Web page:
Romeo and Juliet Research Papers
Research papers on Romeo and Juliet by William Shakespeare show the problem of the play is that the two lovers, Romeo and Juliet, are the offspring of noble, feuding, Veronese houses. In your research paper, tell how Romeo, of the House of Montague, and Juliet, a Capulet, meet at a Capulet banquet which Romeo attends disguised. After the famous “balcony scene” the two are secretly married. Your research paper can focus on a variety of elements of the play, such as the following:
- Assess whether the ending has any justice in it
- Give a character sketch of either Romeo or Juliet
- Explore the psychological aspects of the suicide pact
The Romeo and Juliet research paper should then report that Romeo is banished from Verona because, after Tybalt of the Capulets kills his best friend, Mercutio, Romeo kills Tybalt. Juliet’s father, unaware of the marriage pushes her to marry another. Friar Lawrence devises a stratagem whereby Juliet will, as a result of drinking a potion, appear to be dead for over a day and a half. The friar sends a message to Romeo that tells of this device, but it does not reach Romeo. The climax of the Romeo and Juliet research paper should discuss how, thinking Juliet dead, Romeo takes poison (after killing Juliet’s would-be husband) in the presence of what he thinks is Juliet’s corpse and dies. She awakens, sees his body, and kills herself. All of this causes the two houses to reconcile.
There are several elements to the play, Romeo and Juliet that offer a dualistic reading. In taking certain portions of the play in the correct ways, one can see a play that is both tragedy and comedy. One can “experience the swash-buckling action and investigate the parent/child conflict, sexuality, friendship and suicide”.
Even before the play was re-penned by William Shakespeare, nearly five hundred years ago, the tale of Romeo and Juliet was regarded as one of the more important and entertaining tragedies ever written. “First published in 1562, [Arthur] Brooke” wrote a long-form poem called The Tragicall Historye of Romeus and Juliet”. Though Shakespeare adopted the play, and re-wrote it to suit his own style and intent, the play never lost its tragic label. However, there are several aspects of the play that could reclassify it as, instead of a tragedy, a comedy. What would change if the play was viewed differently? And, would this rose, truly smell as sweet under a different classification?
To the adolescent, the most important, and powerful thing in life is love. It is the power of love that drives the two young lovers in this play to, firstly, forsake their families, and then commit a double suicide. This romantic view is littered throughout modern art – such as movies and music. The concepts to most adults of “adolescent suicide is horrifying and a little unreal”. Therefore, it would be difficult for most adults to accept a comedic reading of Romeo and Juliet. However, to the eyes of fellow young lovers, this tale could be seen as the very definition of modern teen angst.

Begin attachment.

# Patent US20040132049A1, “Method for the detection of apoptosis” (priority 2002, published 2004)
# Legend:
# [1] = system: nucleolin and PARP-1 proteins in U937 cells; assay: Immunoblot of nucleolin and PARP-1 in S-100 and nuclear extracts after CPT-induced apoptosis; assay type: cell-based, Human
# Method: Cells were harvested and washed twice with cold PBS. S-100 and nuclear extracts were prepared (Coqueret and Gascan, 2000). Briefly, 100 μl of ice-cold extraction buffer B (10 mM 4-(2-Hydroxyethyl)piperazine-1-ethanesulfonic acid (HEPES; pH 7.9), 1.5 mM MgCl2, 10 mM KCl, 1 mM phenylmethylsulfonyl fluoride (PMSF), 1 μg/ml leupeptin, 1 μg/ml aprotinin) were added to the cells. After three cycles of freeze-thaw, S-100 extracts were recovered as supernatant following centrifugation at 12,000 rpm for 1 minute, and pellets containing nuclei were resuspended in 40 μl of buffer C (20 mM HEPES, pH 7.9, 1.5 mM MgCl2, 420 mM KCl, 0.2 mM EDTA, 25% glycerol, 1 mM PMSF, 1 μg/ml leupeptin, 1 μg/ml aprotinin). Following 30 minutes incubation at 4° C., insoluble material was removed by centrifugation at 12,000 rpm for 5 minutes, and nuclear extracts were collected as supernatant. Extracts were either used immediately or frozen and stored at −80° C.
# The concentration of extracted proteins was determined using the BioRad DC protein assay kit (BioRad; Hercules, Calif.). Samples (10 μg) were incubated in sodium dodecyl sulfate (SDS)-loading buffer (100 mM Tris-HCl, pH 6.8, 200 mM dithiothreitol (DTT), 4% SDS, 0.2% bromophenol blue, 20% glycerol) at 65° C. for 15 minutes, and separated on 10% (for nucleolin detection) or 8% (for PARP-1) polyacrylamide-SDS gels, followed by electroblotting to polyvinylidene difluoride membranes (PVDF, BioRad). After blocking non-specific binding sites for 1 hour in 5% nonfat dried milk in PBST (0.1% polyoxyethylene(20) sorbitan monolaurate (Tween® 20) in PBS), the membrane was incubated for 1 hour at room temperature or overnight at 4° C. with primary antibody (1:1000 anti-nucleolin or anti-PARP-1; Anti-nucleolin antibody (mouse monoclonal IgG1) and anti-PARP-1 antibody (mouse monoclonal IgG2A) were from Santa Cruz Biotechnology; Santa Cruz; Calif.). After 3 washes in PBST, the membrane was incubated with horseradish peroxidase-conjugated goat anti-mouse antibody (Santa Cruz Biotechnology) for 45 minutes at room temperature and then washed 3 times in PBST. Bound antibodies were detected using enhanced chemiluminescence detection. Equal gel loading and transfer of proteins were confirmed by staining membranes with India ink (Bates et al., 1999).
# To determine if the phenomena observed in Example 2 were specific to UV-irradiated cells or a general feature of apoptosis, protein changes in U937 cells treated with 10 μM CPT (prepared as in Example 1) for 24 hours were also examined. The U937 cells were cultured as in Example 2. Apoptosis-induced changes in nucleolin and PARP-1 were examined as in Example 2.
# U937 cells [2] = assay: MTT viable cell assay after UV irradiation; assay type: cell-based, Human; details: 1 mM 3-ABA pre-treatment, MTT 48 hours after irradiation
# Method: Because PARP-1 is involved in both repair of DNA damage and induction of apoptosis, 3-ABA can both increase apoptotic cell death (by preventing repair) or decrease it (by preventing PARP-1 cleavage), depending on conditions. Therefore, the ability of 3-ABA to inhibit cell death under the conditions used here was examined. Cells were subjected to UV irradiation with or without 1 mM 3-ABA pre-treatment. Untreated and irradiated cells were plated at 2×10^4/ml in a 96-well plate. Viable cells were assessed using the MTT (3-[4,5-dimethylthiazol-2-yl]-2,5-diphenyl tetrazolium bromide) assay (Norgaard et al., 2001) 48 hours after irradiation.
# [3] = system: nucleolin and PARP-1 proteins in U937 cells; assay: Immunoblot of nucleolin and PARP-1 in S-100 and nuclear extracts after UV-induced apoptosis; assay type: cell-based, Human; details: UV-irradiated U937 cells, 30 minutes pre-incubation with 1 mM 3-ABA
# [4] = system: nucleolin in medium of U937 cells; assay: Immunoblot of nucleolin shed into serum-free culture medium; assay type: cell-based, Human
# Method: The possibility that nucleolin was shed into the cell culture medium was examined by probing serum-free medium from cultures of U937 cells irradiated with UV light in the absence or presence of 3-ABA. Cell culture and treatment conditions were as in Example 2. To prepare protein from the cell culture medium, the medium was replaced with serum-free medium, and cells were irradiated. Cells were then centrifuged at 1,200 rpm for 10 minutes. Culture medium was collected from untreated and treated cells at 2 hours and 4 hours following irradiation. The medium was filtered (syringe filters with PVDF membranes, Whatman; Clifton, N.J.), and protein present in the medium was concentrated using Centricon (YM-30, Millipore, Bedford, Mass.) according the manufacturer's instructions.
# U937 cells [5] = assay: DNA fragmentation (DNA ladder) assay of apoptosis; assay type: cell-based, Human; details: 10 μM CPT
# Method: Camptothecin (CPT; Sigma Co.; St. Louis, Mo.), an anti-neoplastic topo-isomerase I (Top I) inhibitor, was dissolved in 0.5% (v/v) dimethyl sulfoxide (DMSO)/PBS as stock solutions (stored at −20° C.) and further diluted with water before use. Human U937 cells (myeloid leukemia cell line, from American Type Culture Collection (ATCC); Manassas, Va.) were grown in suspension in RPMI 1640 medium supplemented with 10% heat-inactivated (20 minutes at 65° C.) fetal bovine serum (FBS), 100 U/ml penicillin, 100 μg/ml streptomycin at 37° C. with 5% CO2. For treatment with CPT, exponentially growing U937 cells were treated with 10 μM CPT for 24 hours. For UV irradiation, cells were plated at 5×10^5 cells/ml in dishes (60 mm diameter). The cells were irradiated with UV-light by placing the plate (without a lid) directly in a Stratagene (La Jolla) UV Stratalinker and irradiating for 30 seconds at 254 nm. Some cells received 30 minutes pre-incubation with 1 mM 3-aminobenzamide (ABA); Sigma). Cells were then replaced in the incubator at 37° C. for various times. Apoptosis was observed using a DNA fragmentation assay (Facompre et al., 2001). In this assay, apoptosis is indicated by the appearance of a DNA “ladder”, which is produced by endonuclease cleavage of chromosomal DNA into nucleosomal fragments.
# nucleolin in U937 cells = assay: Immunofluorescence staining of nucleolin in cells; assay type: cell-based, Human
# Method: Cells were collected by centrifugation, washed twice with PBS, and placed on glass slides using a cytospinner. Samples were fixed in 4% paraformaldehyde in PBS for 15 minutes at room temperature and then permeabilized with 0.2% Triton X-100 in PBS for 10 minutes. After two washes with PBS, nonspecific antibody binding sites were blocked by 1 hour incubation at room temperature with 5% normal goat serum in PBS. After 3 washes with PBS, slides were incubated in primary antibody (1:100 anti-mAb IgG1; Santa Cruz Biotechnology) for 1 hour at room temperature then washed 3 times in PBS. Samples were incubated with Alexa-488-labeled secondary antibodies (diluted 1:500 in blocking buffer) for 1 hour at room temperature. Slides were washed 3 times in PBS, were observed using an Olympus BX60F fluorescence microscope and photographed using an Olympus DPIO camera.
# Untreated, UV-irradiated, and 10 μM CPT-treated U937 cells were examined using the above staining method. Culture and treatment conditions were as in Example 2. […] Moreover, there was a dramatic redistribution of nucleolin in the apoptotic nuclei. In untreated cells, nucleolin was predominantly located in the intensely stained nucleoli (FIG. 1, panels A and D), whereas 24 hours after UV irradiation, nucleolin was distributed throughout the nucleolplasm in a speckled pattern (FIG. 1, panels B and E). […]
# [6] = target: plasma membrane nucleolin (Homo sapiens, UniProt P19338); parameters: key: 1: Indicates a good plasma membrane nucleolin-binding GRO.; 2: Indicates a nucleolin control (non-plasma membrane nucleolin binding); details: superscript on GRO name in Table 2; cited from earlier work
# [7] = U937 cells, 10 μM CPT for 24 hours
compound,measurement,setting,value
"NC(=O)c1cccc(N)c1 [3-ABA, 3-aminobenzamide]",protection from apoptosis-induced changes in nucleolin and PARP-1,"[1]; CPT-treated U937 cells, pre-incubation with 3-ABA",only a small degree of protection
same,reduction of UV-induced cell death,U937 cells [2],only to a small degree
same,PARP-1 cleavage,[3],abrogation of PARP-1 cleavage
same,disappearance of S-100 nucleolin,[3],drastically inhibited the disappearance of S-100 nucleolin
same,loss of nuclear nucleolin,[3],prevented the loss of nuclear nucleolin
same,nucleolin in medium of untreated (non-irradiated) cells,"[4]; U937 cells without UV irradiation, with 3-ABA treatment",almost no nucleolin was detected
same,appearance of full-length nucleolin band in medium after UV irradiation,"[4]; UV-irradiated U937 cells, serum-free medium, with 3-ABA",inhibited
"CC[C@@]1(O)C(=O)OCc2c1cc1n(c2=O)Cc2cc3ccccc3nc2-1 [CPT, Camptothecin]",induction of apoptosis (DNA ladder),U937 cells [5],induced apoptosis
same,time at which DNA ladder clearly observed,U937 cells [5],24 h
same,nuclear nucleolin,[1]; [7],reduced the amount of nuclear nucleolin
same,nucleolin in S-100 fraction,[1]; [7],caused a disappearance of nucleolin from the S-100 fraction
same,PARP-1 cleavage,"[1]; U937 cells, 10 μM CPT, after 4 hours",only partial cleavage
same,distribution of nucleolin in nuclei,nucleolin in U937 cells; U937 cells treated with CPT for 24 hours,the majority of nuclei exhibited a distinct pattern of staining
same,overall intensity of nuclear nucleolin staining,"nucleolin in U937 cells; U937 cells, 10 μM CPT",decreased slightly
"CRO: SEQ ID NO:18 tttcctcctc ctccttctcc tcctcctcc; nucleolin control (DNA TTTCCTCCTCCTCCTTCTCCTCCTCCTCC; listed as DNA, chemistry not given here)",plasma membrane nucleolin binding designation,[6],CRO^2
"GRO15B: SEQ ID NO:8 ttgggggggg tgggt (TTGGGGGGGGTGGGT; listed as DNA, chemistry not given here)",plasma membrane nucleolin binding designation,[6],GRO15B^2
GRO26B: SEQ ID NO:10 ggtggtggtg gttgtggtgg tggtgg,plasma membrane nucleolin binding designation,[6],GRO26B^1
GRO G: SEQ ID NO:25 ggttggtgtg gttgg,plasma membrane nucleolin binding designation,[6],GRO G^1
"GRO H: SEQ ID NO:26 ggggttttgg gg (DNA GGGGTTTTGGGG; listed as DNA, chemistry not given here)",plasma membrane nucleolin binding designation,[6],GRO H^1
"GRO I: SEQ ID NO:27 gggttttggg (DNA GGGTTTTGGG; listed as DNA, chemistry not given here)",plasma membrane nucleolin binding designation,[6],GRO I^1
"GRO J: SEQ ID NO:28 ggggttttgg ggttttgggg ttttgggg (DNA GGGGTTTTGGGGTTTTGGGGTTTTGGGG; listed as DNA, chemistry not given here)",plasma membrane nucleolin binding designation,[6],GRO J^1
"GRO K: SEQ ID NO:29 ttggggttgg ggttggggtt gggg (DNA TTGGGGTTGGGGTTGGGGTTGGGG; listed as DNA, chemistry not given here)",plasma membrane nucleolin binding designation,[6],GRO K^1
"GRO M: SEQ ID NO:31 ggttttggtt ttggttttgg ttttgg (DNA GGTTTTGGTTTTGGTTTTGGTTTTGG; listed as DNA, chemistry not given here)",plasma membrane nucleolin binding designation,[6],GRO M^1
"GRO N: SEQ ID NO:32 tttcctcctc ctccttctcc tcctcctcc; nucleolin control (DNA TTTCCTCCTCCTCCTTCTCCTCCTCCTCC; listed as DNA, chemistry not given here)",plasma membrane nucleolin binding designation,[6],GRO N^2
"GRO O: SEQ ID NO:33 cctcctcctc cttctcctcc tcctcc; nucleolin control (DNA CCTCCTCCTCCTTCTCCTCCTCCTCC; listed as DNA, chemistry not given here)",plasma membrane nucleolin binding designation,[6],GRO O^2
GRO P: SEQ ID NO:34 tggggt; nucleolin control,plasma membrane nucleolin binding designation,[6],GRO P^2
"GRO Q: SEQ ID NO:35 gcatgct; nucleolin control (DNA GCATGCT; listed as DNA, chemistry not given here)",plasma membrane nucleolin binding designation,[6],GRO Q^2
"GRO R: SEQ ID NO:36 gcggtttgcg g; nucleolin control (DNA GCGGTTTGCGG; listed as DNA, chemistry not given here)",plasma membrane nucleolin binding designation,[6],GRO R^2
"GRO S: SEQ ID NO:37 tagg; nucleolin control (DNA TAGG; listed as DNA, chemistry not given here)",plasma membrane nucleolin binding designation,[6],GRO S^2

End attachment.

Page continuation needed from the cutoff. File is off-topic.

To begin, one must first find the difference between the two concepts. Firstly, the idea of tragedy comes from the originators of modern performance, the Greeks. For the Greeks, tragedy has meant “some aspect of man’s concrete involvement with evil and with his effort to comprehend and to deal with it”. In the world of Romeo and Juliet, the evil which the hero, Romeo, must face, comes from the “ancient grudge” (I. Prologue) that his family shares with the Capulets. This grudge creates the strife that hinders the relationship between Romeo and Juliet, and therefore sets the scene for the lovers to hide their love.
So then, what makes Romeo and Juliet a tragedy? There are obvious examples throughout the play as to why this label had been given, and remains used to this day. One way that a play may be seen as a tragedy, as Nevo wrote, is “by way of intrusive morality in the interpretation of the spectator”. This means that, while the audience watches the play, it uses its own ideals of law, order, and society to judge the actions of its characters. The actions of Romeo are seen by the audience as falling against the contemporary ideals of right and wrong. Romeo is a character who longed for a chaste girl, accepted an invitation to a party under false pretences, allowed for his love of Rosaline to be completely forgotten at the sight of Juliet, and who, in a moment of extreme rage and wanton revenge, slays the cousin of his new bride.
The hero’s evil that is confronted, and therefore defining the tragedy, is embodied within Romeo himself. It is through his own actions, as one can pull from the text, that his relationship with Juliet is doomed. It is Romeo’s haste to the crypt of the Capulets that causes him to miss the message from the friar – which explained his and Juliet’s planned feigning of her death. Despite the asking of Balthazar for Romeo to “have patience”, (V.1) he rushes to the apothecary and sets into motion his own plan for suicide. It can also be said that Romeo’s haste for death kills Juliet – therefore involving him in her death and causing Romeo to lose the story-long battle against the evil that he, himself, embodied. George Branam wrote in his 1984 article regarding Romeo and Juliet that it was “Romeo’s impetuosity that prevented the reunion which might have otherwise have occurred”.
There also comes the smaller plot elements that add to the definition of tragedy. The death of Mercutio, in act 3 scene 1, creates the opportunity for Romeo to be sent on the path that would ultimately lead to his death. “The unexpected, almost accidental death of Mercutio”, (BEST) makes the turn in the play to a plot point that is easily seen as tragic. Tybalt slaying Mercutio causes Romeo to seek revenge. Though done in a moment of extreme haste and duress, Romeo kills Tybalt none-the-less – which leads to his banishment from Verona.